THE COLLAPSE of peer-to-peer pawnbroking platform and property lender FundingSecure has rattled an industry that was still reeling from the closure of Lendy earlier this year.
FundingSecure went into administration with approximately £80m in loans and 3,500 investors. While the reasons for the platform’s failure are not yet fully known, several P2P platforms have spoken up to express sympathy for investors, and to point out that FundingSecure’s business model is not representative of the wider P2P community.
Peer2Peer Finance News has spoken with a number of industry experts to gauge their reaction to the FundingSecure news.
“This shouldn’t be taken as a reflection on P2P as a whole,” said Angus Dent, chief executive of ArchOver. “There are, irrespective of size, some very good P2P lenders, who are compliant with both the spirit of P2P and the spirit and strict legal form of the regulation.
“It’s natural for any new sector to go through a period of rapid selection, the weeding out of the weak and the survival and strengthening of the strong. Being big doesn’t make you strong and being small doesn’t make you weak, it’s more about attitude than size.”
Crowdproperty’s co-founder Mike Bristow noted that P2P platforms exist on a spectrum, and urged would-be and existing investors to do their own due diligence before committing their money.
“First and foremost, it can be a deeply worrying period for lenders, investors and employees when a platform enters administration which is extremely disappointing to see,” Bristow added. “This however is not a systematic issue with the sector, neither for P2P nor specifically within property P2P, highlighted by those approaching the sector as it should be.
“In any sector, there is a spectrum of operating practices. This is often exaggerated in maturing sectors. CrowdProperty has the asset-class expertise, robust systems and processes, clarity of strategy, operating best practice, security positioning, transparency, workforce incentive structures, independence and motivations to build a long-term, sustainable, class-leading business in this space.
“Cream rises to the top, of which, on the strategic level, there are many such examples across many sectors. Lenders should do thorough research into platforms.”
RateSetter’s spokesperson echoed this view, stating: “This is simply Darwinism in action – naturally, businesses that are badly run or have weak business models simply do not survive long.
“Tighter regulation will speed up the exit of sub-standard platforms in our sector, ensuring that well-run P2P platforms that put the customer at the heart of their model will endure and grow.”
On 9 December, a new set of regulations will come into effect, which will require each UK-based P2P lender to abide by a number of rules as outlined by the Financial Conduct Authority (FCA). These rules include the creation of a detailed wind-down plan in case of administration.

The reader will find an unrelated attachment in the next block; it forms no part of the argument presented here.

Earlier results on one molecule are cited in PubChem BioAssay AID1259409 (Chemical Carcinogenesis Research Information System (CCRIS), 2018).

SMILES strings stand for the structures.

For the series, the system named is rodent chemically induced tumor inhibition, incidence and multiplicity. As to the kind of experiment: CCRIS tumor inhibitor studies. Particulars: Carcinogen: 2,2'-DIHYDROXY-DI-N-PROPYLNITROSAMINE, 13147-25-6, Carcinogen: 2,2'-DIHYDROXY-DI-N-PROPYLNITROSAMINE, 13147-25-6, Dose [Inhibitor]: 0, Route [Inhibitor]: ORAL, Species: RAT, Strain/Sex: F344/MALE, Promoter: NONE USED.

FundingSecure – like Lendy – had received full authorisation by the FCA. The FCA has yet to comment on the reasons behind the platform’s closure, instead directing concerned investors towards the appointed administrators, CG Recovery.
“What’s notable is in what [the FCA] did not say,” said Neil Faulkner, co-founder and chief executive of 4th Way.
“It did not indicate that it had identified any issues with FundingSecure’s wind-down plans. It didn’t say there was an issue with FundingSecure’s segregated pot of money to ensure a smooth wind-down, which is a regulatory requirement. And it did not say that it had concerns about the peer-to-peer lending contracts, which ensure that the end borrowers still owe investors directly, even after FundingSecure’s closure.
“At this stage, it therefore looks most likely that investors can still expect to get all or most of their good loans back. Just as if FundingSecure was still in business, investors will still lose money on bad debts – the risk taken when investors do P2P lending.”
Meanwhile, asset-backed P2P lender Ablrate pointed out that smaller platforms need to focus on technology and vision in order to avoid a similar fate to FundingSecure.
“Those who say that ‘smaller platforms’ cannot compete with larger platforms might be right in circumstances. However, we are investing in our technology and our vision that would allow platforms to enjoy a large ecosystem that can rival even the biggest platforms,” wrote David Bradley-Ward, chief executive of Ablrate, in a blog post on the company’s website. “Any larger platform should realise that we were born in technology and we will grow in technology. Making an assumption that big companies are the only ones who can deliver that has been proved wrong many, many times.
“Bottom line is that we are believers in the P2P space, we think that this is period of consolidation that will see us move into a better space as procedures are solidified and tested, and technology is used to make P2P lending safer, more streamline and mainstream.
“While platform failures are a real problem and the funds lost are to be taking very seriously, these failures are inevitable in a new industry. What we have to do now is evolve procedures bring in more and better tech and learn from the lessons being learned. Ablrate is committed to this path.”
4th Way’s Faulkner advised investors that if they want to greatly reduce their chances of seeing a platform that they lend through close down, they should only lend money when they are given a huge amount of information about the key people, lending processes and loans.
“Transparent platforms tend not only to survive, but also to provide better investing results,” added Faulkner.
“The vast majority of investors in P2P lending have made, and continue to make, stable and highly satisfactory returns.”
Read more: FundingSecure investors: What happens next?